The Federal Energy Regulatory Commission has ruled that National Fuel Gas Co. and its partners in the proposed Independence natural gas pipeline project must prove there is a market need for more natural gas in the Northeast before they can build new pipelines stretching from Michigan to New Jersey.
Environmentalists, lawmakers and opponents of Market Link called the ruling a victory.
But National Fuel and its two partners -- ANR Pipeline Co. and Transcontinental Gas Pipe Line Corp. -- in the proposed 400-mile Independence Pipeline said they still are cautiously optimistic that the project will be built.
Spokesmen from Coastal Corp.'s ANR subsidiary in Detroit, Mich., National Fuel, and the Williams Co.'s Transco unit in Houston, said they will need to review "the unusual interim order" handed down by FERC before they could comment on how it might affect their plans to bring additional gas from Western Canada to the Northeast.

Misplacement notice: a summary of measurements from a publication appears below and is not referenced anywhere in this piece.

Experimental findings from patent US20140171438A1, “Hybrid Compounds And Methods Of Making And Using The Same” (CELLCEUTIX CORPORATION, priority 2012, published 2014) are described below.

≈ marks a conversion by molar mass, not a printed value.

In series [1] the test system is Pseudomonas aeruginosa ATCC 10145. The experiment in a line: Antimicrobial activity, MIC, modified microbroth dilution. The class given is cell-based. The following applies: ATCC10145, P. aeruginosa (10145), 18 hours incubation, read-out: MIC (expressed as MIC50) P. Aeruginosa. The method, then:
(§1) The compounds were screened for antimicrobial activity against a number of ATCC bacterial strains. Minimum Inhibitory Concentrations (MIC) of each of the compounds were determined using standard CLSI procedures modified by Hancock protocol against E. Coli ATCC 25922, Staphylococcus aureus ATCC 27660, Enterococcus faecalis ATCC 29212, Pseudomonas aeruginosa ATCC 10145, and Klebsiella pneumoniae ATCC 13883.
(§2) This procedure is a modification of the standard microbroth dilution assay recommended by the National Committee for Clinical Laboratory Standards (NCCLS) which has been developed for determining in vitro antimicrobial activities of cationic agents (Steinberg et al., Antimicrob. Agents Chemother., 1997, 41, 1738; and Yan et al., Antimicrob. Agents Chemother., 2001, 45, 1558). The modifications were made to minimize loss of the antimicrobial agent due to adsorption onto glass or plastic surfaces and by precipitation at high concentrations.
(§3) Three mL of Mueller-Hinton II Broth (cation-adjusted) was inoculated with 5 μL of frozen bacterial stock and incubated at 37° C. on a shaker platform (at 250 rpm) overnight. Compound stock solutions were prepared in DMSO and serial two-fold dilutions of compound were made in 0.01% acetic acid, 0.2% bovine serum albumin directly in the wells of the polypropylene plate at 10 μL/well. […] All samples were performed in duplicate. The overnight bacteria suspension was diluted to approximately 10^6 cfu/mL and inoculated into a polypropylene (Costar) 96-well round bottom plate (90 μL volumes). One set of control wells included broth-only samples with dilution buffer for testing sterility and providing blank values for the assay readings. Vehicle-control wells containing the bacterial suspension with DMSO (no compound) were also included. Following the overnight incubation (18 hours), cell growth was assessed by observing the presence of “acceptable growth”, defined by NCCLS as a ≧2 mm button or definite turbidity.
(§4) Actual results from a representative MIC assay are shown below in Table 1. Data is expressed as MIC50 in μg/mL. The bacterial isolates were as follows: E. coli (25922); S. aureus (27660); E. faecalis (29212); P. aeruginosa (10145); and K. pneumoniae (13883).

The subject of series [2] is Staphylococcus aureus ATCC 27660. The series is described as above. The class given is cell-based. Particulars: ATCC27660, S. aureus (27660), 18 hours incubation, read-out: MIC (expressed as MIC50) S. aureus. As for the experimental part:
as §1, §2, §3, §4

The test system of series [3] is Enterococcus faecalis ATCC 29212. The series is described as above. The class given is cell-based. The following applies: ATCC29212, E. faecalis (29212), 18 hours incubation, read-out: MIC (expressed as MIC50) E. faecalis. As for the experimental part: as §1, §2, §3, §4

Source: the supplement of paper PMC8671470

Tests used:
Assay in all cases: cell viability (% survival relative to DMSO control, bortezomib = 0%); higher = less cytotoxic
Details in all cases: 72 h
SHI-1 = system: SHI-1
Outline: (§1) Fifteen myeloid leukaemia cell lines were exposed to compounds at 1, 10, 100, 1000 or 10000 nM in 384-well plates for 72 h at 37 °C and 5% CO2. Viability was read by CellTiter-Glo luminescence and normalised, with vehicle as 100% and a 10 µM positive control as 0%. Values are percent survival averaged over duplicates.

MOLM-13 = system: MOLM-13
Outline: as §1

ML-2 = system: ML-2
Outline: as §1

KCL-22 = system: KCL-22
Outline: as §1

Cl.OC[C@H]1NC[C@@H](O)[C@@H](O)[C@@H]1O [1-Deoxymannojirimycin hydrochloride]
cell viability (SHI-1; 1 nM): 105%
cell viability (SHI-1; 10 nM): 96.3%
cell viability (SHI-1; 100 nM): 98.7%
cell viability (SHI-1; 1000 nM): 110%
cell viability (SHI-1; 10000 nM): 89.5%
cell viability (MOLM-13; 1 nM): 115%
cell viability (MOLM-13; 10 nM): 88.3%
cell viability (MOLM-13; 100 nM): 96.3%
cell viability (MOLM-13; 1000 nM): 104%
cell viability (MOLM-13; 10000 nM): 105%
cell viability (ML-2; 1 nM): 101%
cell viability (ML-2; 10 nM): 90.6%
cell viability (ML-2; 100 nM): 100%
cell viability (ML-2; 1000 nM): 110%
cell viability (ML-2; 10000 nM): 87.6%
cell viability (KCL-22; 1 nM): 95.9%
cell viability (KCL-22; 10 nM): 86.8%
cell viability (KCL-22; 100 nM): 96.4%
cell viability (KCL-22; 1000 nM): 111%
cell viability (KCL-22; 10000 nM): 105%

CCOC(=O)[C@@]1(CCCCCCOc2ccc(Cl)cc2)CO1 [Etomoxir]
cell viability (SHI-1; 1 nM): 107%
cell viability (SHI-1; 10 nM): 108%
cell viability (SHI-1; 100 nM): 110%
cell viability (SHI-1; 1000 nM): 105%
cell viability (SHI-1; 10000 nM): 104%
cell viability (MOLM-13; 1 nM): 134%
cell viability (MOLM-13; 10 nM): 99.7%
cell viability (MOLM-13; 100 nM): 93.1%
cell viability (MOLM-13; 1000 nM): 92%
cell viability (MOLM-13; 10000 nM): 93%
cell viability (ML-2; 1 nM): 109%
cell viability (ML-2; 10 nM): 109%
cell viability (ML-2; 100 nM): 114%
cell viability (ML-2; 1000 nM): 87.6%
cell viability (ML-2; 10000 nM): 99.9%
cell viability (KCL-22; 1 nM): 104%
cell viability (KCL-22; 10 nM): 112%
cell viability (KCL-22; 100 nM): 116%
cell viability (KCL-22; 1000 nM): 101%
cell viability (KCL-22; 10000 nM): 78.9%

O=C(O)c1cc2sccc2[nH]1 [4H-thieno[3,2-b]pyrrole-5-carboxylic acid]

But the firms said in a statement that they will continue to push the project. "We remain firmly committed to these projects and are confident that our continuing efforts will prove successful in meeting the demand for new pipeline capacity and services in the eastern United States," the companies said.
The $678 million Independence project is one of a series of proposed pipelines that would increase the flow of natural gas to the eastern Seaboard, where the companies believe there will be strong demand for the fuel, especially among electric power plants.
ANR's Supply Link pipeline would bring gas from Jolliette, Ill., to Defiance, Ohio, where the Independence pipeline, which would consist of 36-inch diameter pipe with an initial capacity of 916 million cubic feet of gas per day, would carry gas to Leidy, Pa. There, Transco's Market Link pipeline would connect to existing pipelines and transport the gas through Pennsylvania and New Jersey.
FERC staff members issued a favorable environmental impact statement on the projects in November. "We are pleased that FERC has taken another step in its review of our projects," the companies said.
Before any of the proposed pipelines can be built, they must receive approval from federal regulators and also show that there is a need for the extra pipeline capacity by finding customers to move gas on the system.